For $5, you, too, can get a massage
‘And it feels so good,’ just ask Honkers’ fans
By Donny Henn
If you’ve ever attended a Rochester Honkers baseball game, you’ve probably said ‘Hi’ to Sharon Coleman. She’s the bubbly professional massage therapist who has set up her chair at the lower corner of the Mayo Field grandstand, near the Honkers dugout, for the last 14 summers.
Coleman offers 10-minute back massages for just $5 during the course of the game, the same price she charged in her first season with the Honkers in 1995. The year before she came to the Honkers, Coleman set up her chair at St. Paul Saints games.
Coleman is a Rochester native and Mayo High School graduate. She will soon apply to grad schools and pursue a degree in physical therapy, which means this may be her last season working Honkers games.
Post-Bulletin: During each Honkers home game, public address announcer Rich Peterson directs the crowd to look your way and shout ‘Hi, Sharon!’ You’re like a local celebrity.
Sharon Coleman: You know, I think I'll miss people saying ‘Hi’ to me on the streets when I go off to grad school and stop working at the games. I’m usually with my friends or family when someone will see me outside the ballpark and wave really big and say, ‘Hi Sharon!’, which is usually follow by whom ever I’m with saying, ‘Who was that?’, to which I answer, ‘I don’t know, obviously somebody from the games.’ I get a kick out of it and usually the people with me do also. I’m not one for wanting the spot light, nor do I want to be famous, but that’s kind of fun.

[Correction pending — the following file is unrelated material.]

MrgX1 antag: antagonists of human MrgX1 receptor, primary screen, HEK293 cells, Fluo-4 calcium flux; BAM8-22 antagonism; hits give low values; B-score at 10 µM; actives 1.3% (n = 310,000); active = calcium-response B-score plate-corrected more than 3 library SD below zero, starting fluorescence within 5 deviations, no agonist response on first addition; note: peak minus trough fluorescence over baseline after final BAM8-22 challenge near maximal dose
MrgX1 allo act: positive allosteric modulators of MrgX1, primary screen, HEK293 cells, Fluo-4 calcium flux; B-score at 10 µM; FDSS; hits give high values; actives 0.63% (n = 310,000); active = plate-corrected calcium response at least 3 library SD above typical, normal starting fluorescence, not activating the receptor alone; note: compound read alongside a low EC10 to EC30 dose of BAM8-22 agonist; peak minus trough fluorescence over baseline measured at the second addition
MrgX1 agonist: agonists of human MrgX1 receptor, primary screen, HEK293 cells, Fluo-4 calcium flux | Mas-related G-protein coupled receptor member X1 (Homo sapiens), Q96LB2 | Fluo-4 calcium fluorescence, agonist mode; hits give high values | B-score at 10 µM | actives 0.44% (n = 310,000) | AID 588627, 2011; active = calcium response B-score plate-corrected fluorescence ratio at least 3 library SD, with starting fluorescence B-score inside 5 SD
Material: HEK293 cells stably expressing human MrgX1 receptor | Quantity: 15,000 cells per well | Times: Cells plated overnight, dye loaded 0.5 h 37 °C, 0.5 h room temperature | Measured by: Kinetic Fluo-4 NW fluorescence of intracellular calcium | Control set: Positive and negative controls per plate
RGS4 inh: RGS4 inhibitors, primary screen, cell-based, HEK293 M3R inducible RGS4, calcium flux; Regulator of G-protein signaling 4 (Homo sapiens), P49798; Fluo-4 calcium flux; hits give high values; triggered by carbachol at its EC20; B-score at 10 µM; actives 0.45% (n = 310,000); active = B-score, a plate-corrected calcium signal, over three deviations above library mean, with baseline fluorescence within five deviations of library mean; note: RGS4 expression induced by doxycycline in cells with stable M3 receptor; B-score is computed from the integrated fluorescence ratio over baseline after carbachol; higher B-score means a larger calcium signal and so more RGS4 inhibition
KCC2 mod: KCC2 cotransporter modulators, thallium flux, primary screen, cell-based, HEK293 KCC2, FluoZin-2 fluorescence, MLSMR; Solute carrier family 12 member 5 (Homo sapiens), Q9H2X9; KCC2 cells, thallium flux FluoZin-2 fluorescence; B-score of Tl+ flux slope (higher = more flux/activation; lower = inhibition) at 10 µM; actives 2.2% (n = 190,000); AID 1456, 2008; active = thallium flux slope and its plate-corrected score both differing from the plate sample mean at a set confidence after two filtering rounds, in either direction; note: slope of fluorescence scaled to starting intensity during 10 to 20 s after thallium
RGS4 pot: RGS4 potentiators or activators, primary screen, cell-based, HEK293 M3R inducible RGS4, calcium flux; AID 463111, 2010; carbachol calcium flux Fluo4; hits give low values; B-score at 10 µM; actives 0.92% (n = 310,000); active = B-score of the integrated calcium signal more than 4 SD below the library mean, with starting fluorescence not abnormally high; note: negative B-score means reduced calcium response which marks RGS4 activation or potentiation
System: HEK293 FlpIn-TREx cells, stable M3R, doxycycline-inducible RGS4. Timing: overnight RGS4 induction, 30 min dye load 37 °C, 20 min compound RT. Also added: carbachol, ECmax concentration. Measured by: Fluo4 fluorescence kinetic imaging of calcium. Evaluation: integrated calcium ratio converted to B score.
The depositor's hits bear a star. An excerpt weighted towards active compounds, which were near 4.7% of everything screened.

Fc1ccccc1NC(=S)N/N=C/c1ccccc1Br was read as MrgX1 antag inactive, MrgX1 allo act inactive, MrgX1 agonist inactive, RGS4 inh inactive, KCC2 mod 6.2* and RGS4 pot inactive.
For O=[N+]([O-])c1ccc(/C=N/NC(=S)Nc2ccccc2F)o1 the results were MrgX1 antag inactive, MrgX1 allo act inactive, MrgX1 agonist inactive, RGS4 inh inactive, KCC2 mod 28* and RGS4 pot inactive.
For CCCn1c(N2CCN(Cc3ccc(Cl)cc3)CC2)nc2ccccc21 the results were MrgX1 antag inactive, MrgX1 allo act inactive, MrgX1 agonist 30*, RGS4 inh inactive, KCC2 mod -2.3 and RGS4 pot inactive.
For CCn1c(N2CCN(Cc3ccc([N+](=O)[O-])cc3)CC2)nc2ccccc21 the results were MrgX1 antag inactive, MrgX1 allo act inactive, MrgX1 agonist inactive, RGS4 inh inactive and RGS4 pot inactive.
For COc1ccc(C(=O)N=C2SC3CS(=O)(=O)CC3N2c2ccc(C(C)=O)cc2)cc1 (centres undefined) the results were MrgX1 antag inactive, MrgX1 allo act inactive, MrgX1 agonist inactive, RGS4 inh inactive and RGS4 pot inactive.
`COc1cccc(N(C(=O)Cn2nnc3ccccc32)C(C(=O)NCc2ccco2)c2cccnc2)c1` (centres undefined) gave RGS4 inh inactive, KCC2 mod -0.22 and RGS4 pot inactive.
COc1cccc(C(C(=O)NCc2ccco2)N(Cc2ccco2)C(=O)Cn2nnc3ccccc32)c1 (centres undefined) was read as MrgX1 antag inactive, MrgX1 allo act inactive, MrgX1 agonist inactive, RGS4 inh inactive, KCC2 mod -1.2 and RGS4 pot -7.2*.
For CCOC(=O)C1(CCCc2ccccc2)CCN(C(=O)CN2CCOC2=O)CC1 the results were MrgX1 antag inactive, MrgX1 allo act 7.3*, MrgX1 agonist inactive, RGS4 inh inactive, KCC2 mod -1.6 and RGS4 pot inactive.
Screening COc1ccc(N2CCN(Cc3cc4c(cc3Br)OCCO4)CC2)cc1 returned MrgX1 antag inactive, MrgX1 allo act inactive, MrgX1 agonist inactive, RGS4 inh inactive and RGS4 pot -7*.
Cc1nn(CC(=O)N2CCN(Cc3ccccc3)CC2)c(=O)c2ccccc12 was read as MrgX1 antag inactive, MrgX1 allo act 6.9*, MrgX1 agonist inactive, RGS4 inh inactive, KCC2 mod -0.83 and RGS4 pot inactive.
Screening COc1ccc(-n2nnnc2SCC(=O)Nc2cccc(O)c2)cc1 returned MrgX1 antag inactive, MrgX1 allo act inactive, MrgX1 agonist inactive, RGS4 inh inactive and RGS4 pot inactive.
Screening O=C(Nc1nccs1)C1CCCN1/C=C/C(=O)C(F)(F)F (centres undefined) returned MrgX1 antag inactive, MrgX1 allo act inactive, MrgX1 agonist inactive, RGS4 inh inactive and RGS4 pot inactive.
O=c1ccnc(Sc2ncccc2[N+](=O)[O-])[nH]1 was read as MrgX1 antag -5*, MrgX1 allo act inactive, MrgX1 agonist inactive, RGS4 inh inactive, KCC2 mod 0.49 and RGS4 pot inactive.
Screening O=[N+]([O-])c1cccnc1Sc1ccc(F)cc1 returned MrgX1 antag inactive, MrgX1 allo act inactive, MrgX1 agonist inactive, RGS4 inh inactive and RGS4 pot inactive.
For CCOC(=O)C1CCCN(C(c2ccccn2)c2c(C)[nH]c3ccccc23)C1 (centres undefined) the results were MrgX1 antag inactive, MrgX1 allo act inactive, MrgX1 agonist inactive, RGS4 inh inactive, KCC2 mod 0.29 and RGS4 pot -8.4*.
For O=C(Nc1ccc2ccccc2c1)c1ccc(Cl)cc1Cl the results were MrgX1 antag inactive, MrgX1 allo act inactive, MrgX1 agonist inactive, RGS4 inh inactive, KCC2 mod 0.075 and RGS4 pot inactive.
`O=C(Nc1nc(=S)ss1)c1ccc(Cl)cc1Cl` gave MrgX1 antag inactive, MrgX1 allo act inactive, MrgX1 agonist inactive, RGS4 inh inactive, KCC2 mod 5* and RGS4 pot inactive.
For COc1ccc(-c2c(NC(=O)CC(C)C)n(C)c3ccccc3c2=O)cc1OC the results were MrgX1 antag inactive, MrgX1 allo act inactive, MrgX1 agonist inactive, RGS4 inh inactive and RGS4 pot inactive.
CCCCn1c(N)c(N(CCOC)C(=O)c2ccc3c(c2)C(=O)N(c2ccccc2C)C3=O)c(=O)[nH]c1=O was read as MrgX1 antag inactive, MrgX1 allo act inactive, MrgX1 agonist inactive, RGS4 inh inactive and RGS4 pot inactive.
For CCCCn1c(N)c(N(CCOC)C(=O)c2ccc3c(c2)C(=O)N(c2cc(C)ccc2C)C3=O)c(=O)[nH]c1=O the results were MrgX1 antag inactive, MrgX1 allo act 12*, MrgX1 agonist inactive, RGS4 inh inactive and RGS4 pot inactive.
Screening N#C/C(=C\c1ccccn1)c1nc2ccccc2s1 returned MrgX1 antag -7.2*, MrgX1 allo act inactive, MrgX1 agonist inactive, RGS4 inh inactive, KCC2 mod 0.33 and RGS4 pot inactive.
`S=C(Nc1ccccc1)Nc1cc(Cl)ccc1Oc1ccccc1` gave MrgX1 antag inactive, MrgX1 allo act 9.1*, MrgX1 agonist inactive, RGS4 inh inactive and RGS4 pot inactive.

P-B: Can you really help someone feel better with a 10-minute massage?
S.C.: Sure you can. Not as good as a 30- or 60-minute massage of course, but even stretching on your own for 10 minutes will make you feel better, right? You can think of chair massage as an assisted stretch of the back/neck and arm muscles. Just enough to warm up the muscles and ease a little tension you may have.
P-B: Are you at all self-conscious about giving people massages in a public place? Do you find that many people are self-conscious about getting a massage in a public place?
S.C.: I guess I get so into my work that I forget that there are people around me. I did have a player’s mom one year that was so uptight about people looking at her, that I agreed to move the chair for her (the only person I’ve ever done that for). One year, one guy actually fell asleep. I usually tell people that the fans are there to watch the game and that if anybody is looking at us, they are probably watching me and not them. Oh, and I reassure the ladies that I’ll make sure that nothing is showing that would embarrass them.
P-B: At the ball park, do you get a lot of return clients, or are you meeting new people at each game?
S.C.: A little bit of both. I have two to five people that come up every game and we chat like old friends and others that just come up once and still others that are in town going through the clinic so obviously only come once or twice ever. I’m a socializer, I like to meet/talk to new people so I enjoy new faces.
P-B: Be honest — do you ever think to yourself (or aloud), ‘I’m not getting nearly enough money to massage this guy (or gal) for 10 minutes’?
S.C.: The P.C. answer is no, of course. But honestly, I have thought to myself at times. ... is this person really expecting me to perform a miracle (curing everything they’ve ever had wrong in their life) in 10 minutes?